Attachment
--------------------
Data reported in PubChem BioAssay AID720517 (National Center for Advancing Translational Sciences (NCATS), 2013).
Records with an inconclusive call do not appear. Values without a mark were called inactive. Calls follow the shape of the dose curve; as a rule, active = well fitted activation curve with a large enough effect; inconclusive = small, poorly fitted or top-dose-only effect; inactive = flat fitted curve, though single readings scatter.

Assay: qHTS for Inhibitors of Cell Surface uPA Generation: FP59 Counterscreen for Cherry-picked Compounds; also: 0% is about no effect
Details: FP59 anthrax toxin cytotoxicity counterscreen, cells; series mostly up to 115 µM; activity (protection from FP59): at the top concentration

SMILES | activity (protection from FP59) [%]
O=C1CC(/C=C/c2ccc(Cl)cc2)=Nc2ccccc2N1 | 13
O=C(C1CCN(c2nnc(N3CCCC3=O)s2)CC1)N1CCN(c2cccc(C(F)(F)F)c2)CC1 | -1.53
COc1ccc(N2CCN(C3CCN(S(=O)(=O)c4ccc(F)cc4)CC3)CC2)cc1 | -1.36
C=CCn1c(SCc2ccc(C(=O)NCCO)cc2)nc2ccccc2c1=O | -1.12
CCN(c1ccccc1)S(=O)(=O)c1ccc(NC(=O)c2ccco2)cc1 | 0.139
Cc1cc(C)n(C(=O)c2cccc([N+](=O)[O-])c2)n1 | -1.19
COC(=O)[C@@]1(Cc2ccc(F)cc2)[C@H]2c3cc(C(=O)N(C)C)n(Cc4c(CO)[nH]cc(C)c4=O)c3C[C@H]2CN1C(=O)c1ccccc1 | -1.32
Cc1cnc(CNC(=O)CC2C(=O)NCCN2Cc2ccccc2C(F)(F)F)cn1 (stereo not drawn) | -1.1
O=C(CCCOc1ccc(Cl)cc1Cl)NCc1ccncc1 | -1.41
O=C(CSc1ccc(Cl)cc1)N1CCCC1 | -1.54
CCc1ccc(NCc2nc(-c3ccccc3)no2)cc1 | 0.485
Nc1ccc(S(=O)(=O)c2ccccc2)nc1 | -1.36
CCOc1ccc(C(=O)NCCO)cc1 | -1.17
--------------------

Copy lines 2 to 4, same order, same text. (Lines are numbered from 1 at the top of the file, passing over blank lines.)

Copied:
Records with an inconclusive call do not appear. Values without a mark were called inactive. Calls follow the shape of the dose curve; as a rule, active = well fitted activation curve with a large enough effect; inconclusive = small, poorly fitted or top-dose-only effect; inactive = flat fitted curve, though single readings scatter.

Assay: qHTS for Inhibitors of Cell Surface uPA Generation: FP59 Counterscreen for Cherry-picked Compounds; also: 0% is about no effect
Details: FP59 anthrax toxin cytotoxicity counterscreen, cells; series mostly up to 115 µM; activity (protection from FP59): at the top concentration